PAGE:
West Saxon customs (particularly in respect to tithes) was only ended by King Eadward's promise to 'renew the laws of Knut'. As for those nobles north of the Tyne they had been as likely to submit to the authority of the Scots' kings as those of the Wessex dynasty. The men of the north killed Robert de Commines and his Norman knights in AD1069 in the same spirit as they had despatched Tostig's Danish huscarls in AD1065. In only one respect did they go further. In AD1065 they chose a new earl - Morkere - and in AD1069 they had a rival candidate (Eadgar the aetheling) for the kingship to William.
This was an eventuality that had been feared by the powers that be in Winchester as far back as rule over the infant Aengla Land by the kings of Wessex had begun under King Aelfred's grandson Aethelstan. In AD1013 Uhtred of Bamburgh, ealdorman of Northumbria, and the northern nobility shocked Wessex by being the first to acknowledge Svein 'Forkbeard' Haraldsson as king of England. Now there was a West Saxon aetheling Archbishop Ealdred had been willing to crown after the death of Harold. However, if Eadgar had expected to be crowned by him in AD1069 he would be bitterly disappointed. By then Ealdred was a staunch supporter of William's. Nevertheless the treat to the Norman king was real. Eadgar's rights were still being voiced by 12th Century writers.
*[Robert de Commines' death at Durham in the late summer [in 1068] came as a signal to Northumbrians either side of the Tees to rise against Norman rule. The Danes landed in the Humber to great rejoicing and a large body of men marched on York. See part 11]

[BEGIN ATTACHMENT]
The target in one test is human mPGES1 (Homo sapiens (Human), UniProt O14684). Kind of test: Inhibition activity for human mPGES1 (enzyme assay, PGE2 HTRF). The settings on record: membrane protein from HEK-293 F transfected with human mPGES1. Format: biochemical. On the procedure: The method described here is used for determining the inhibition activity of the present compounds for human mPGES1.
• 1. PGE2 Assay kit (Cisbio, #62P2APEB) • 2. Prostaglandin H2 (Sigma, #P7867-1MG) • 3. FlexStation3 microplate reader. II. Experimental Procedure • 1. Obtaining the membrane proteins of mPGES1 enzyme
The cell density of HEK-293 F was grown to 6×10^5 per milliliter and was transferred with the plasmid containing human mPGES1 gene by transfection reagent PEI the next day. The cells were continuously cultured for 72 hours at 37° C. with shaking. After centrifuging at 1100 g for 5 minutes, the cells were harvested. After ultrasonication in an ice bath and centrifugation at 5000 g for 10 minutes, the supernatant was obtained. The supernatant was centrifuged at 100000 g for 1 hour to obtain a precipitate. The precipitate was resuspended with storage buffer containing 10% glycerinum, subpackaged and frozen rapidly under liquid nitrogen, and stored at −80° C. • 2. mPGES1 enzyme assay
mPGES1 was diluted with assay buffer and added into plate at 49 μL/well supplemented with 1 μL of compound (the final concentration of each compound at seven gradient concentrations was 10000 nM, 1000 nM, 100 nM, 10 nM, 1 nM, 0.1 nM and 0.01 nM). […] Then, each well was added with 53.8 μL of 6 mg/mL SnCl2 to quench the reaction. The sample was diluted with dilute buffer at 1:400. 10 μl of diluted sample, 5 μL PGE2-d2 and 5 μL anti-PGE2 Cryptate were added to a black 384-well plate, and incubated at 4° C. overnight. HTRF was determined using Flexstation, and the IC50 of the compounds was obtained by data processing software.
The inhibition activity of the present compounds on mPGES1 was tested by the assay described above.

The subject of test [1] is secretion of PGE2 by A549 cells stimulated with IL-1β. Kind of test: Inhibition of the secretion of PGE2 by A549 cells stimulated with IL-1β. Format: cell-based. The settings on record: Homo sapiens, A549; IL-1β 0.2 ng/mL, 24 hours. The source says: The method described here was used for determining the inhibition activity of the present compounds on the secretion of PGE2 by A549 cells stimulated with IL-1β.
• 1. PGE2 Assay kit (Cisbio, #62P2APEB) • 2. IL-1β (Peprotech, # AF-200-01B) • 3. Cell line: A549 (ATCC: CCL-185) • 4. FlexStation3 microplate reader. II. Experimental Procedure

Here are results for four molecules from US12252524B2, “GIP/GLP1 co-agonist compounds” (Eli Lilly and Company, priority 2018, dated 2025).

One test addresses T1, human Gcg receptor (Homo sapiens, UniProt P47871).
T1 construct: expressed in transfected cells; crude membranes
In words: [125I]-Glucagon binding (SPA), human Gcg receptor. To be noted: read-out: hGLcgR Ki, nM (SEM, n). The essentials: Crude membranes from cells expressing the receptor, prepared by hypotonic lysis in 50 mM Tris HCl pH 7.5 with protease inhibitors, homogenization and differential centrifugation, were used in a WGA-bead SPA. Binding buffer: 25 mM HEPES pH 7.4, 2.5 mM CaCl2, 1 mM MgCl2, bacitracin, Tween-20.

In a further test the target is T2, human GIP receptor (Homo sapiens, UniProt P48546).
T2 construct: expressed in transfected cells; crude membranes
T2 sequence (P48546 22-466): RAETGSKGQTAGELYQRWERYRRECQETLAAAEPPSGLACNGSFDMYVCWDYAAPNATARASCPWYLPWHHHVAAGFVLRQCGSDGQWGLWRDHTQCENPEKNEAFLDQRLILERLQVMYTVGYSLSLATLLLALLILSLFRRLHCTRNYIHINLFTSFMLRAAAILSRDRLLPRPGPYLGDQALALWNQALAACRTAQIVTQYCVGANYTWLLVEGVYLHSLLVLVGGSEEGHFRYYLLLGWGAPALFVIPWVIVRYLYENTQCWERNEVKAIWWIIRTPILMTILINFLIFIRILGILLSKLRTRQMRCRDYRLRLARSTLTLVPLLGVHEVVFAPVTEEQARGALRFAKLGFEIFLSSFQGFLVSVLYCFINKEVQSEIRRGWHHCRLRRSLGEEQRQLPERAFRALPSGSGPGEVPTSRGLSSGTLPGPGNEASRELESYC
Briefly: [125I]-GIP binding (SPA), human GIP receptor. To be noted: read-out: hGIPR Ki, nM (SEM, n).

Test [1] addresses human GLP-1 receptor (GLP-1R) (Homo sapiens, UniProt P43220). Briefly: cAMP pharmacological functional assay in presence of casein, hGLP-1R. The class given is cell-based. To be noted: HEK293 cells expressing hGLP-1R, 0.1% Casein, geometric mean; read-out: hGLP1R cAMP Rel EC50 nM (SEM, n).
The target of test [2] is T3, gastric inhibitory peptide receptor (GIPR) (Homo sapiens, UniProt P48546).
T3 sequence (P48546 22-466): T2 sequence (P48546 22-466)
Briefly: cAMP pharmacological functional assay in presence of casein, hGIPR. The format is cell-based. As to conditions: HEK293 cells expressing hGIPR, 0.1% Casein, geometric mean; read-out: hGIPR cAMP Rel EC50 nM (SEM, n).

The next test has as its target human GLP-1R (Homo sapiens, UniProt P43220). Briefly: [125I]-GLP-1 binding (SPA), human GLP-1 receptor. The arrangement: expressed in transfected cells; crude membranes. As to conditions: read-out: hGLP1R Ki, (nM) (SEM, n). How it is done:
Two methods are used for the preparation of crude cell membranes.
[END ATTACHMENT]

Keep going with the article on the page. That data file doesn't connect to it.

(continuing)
William recognised the threat posed by support in the North for Eadgar the aetheling in 1069, and the additional threat of a Danish fleet that had destroyed his ships near the mouth of the Thames. He would be severely hampered by their mobility, unable to contain them. He had to be seen to be master in his own kingdom, at least as far north as the Tees on the north-east coast. His order to have much of the land in the North razed, its inhabitants displaced and their homes destroyed, would cost him the support of the Church and condemnation from his erstwhile supporter the Pontiff Alexander in Rome. There would be exceptions, most of his supporters and - oddly - lands belonging to Waltheof of Northumbria. The Honour of Richmond did not fare so well, being raided by Odo's men. Its lord was the Breton Alan 'Rufus' who had brought his men to fight on William's behalf. The extent of damage reached from the Tees almost to the Wash on the coast of Lincolnshire in the east, and from Chester to Shrewsbury in the west. Survivors fled north to Scotland and west to Worcester. Others, less lucky to find shelter turned to cannibalism. The famine that resulted was not properly addressed until the time of the Black Death almost three centuries later..
There would be no doubt as to who was the crowned head of the Aenglish state - for the time being.
Hugh Thomas' approach is different to that of Marc Morris. The difference is in the point of view being from a Briton's angle, not the Norman's. Land-grabbing by Norman barons led to a destablisation of society, William being prepared to overlook some of the excesses of his underlings.
England after the Conquest
Tostig had been ousted from his earldom in 1065 and brought Harald Sigurdsson into the frame in order to win back his earldom
Fighting the Norman invader was not restricted to battlefields. There were uprisings across the kingdom, in the south-west, in the south, the west at Hereford and in the north at York and Durham. The Danes came - and went, paid off by William before he set about destroying much of the land in the north over 1069-70. And then there was Ely. Hereward is given thorough coverage, and the siege of Ely was the last major open rebellion against William.